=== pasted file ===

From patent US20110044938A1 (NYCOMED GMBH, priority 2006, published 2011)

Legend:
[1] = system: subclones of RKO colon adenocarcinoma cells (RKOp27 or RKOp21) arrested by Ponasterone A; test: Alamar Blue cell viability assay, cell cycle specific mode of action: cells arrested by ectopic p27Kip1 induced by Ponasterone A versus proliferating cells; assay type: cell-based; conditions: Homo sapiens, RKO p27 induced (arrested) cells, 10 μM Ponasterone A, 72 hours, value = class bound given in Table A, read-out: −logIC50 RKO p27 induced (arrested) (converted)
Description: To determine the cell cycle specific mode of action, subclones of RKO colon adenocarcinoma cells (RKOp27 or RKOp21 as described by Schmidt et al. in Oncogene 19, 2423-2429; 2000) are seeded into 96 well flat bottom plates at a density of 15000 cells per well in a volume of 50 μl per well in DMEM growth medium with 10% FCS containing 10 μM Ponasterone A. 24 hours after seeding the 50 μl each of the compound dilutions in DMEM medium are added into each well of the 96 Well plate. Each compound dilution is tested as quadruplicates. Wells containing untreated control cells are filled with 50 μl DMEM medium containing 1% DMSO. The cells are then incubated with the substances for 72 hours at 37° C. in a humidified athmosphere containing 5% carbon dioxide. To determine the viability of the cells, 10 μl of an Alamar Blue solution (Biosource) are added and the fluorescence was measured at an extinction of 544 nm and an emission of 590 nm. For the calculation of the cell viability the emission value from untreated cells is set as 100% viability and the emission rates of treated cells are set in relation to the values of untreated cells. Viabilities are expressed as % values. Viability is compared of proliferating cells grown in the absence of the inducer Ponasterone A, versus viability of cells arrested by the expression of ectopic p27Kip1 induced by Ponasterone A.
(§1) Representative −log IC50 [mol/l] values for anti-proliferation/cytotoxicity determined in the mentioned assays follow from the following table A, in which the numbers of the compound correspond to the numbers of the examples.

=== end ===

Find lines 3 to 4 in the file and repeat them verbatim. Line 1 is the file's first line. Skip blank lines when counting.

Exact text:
[1] = system: subclones of RKO colon adenocarcinoma cells (RKOp27 or RKOp21) arrested by Ponasterone A; test: Alamar Blue cell viability assay, cell cycle specific mode of action: cells arrested by ectopic p27Kip1 induced by Ponasterone A versus proliferating cells; assay type: cell-based; conditions: Homo sapiens, RKO p27 induced (arrested) cells, 10 μM Ponasterone A, 72 hours, value = class bound given in Table A, read-out: −logIC50 RKO p27 induced (arrested) (converted)
Description: To determine the cell cycle specific mode of action, subclones of RKO colon adenocarcinoma cells (RKOp27 or RKOp21 as described by Schmidt et al. in Oncogene 19, 2423-2429; 2000) are seeded into 96 well flat bottom plates at a density of 15000 cells per well in a volume of 50 μl per well in DMEM growth medium with 10% FCS containing 10 μM Ponasterone A. 24 hours after seeding the 50 μl each of the compound dilutions in DMEM medium are added into each well of the 96 Well plate. Each compound dilution is tested as quadruplicates. Wells containing untreated control cells are filled with 50 μl DMEM medium containing 1% DMSO. The cells are then incubated with the substances for 72 hours at 37° C. in a humidified athmosphere containing 5% carbon dioxide. To determine the viability of the cells, 10 μl of an Alamar Blue solution (Biosource) are added and the fluorescence was measured at an extinction of 544 nm and an emission of 590 nm. For the calculation of the cell viability the emission value from untreated cells is set as 100% viability and the emission rates of treated cells are set in relation to the values of untreated cells. Viabilities are expressed as % values. Viability is compared of proliferating cells grown in the absence of the inducer Ponasterone A, versus viability of cells arrested by the expression of ectopic p27Kip1 induced by Ponasterone A.